Haltered Horses More Resistant To Handler Cues Than Bridled Horses

Horses wearing bridles tend to pay more attention to their handlers than horses wearing halters, a Swedish study shows. Bridled horses also respond faster and to lighter rein pressure than horses that are haltered, reports The Horse.

Marie Eisersiö and researchers from the Faculty of Veterinary Medicine and Animal Husbandry at the Swedish University of Agricultural Sciences in Uppsala believe that a better understanding of how rein tension affects horses could help riders and handlers improve their abilities, as well as lead to improved equine performance and welfare.

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The team found that horses tend to fight a bit more than a halter; the scientists believe that this is because horses have learned to associate the pieces of equipment with different experiences, like trying to pull the reins from a rider’s hands to alleviate discomfort.

The scientists used twenty 4- to 15-year old mares and geldings that were used as lesson horses. The team used a tension meter to determine how much pressure had to be applied to get the horse to back up. They also observed the horse’s behavior. Each horse was tested eight times in a nylon halter and eight times in a bridle with a snaffle bit.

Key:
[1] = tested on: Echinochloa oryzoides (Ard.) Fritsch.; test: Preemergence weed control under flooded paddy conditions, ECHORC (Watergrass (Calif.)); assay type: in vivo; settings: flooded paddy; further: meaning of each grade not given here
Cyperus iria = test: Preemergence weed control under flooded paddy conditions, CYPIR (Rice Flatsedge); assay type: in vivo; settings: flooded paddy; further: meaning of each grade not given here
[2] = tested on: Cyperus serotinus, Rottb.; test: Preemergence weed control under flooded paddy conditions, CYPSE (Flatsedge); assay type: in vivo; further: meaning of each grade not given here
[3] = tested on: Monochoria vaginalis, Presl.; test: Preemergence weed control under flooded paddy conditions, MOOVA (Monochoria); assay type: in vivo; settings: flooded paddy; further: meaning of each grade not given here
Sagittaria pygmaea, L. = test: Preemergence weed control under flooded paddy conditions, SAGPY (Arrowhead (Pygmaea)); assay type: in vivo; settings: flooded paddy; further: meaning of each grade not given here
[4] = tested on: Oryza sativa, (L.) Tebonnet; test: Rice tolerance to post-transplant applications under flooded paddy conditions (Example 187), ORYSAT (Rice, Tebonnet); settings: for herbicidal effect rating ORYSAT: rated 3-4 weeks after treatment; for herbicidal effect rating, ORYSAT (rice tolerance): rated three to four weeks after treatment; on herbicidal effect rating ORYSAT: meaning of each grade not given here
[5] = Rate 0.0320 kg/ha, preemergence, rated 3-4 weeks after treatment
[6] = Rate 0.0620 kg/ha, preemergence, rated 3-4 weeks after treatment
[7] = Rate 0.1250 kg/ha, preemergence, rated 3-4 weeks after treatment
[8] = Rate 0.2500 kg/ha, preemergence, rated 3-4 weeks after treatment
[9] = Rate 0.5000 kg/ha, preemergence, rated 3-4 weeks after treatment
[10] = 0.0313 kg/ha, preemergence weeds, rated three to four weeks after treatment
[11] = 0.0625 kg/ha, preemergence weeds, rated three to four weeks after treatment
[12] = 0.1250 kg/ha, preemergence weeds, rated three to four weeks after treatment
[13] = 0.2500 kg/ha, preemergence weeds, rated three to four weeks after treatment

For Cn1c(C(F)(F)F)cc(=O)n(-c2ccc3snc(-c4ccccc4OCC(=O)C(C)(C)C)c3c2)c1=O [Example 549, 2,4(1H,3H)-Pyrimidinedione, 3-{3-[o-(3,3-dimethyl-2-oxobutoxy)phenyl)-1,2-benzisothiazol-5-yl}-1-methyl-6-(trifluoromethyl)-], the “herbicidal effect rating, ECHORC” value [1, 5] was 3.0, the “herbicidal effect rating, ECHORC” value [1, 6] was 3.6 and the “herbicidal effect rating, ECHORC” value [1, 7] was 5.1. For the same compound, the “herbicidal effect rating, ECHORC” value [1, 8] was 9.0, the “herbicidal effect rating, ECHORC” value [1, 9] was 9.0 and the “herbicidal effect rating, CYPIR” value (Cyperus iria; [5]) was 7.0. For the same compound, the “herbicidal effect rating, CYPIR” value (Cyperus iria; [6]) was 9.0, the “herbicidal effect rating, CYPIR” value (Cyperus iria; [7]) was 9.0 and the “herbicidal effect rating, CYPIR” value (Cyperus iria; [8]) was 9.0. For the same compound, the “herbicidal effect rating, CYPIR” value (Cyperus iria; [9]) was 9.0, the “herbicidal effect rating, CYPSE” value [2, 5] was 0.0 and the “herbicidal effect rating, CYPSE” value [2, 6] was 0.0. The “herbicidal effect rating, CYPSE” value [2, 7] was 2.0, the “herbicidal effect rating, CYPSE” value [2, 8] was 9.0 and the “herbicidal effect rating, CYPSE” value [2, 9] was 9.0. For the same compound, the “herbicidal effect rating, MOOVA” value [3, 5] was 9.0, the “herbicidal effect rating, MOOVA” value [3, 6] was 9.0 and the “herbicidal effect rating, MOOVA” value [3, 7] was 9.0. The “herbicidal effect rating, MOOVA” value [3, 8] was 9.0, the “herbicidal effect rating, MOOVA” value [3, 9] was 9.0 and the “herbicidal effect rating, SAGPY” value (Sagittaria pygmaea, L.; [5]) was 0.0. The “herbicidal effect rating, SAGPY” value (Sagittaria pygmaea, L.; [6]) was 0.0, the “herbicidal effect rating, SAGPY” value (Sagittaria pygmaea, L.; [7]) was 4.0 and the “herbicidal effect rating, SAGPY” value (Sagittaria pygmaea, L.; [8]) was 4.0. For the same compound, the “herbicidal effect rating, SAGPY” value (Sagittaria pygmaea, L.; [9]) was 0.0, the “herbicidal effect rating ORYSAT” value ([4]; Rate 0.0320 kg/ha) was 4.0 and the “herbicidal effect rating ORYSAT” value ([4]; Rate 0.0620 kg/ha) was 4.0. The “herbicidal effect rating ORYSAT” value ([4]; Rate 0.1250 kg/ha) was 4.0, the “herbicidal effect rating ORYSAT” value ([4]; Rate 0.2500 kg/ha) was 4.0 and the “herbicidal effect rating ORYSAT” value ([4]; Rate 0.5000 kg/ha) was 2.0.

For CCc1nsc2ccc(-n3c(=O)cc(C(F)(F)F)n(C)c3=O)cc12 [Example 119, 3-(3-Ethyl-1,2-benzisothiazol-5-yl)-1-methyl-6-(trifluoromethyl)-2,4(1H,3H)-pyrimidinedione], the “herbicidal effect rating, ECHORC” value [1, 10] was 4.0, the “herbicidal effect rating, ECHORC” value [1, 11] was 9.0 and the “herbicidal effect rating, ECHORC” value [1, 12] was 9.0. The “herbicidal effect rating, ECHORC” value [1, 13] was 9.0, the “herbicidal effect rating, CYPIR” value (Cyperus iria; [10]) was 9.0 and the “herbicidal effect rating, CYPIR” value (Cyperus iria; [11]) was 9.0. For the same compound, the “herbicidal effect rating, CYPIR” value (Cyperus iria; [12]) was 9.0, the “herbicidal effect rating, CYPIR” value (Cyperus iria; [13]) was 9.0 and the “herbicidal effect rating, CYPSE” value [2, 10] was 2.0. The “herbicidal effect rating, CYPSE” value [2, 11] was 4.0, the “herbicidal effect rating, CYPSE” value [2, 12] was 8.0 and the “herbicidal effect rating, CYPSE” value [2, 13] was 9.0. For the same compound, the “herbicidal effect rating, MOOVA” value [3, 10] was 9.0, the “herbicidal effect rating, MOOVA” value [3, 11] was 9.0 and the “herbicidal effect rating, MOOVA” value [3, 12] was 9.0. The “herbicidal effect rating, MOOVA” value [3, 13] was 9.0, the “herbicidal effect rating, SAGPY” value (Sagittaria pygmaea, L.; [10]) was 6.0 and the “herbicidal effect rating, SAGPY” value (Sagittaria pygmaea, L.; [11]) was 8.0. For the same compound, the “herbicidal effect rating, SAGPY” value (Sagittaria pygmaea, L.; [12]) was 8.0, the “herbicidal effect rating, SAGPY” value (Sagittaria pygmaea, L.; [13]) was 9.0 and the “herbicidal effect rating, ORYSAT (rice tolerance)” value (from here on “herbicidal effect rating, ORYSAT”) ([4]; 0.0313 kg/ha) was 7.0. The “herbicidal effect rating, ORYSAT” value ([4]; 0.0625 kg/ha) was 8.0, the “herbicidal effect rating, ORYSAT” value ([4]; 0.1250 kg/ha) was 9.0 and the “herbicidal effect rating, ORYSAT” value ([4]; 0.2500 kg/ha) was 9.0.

The team found that horses responded to less tension when they were bridled than when they wore a halter. They also noted that bridled horses tossed their heads and gaped their mouths to try to avoid the bit. This is an indicator that many horses don’t receive relief from rein tension when doing what they are asked, report the scientists.

The researchers note that applying learning theory and negative reinforcement correctly should allow for the use of softer equipment.

Read more at The Horse.

The post Haltered Horses More Resistant To Handler Cues Than Bridled Horses appeared first on Horse Racing News | Paulick Report.

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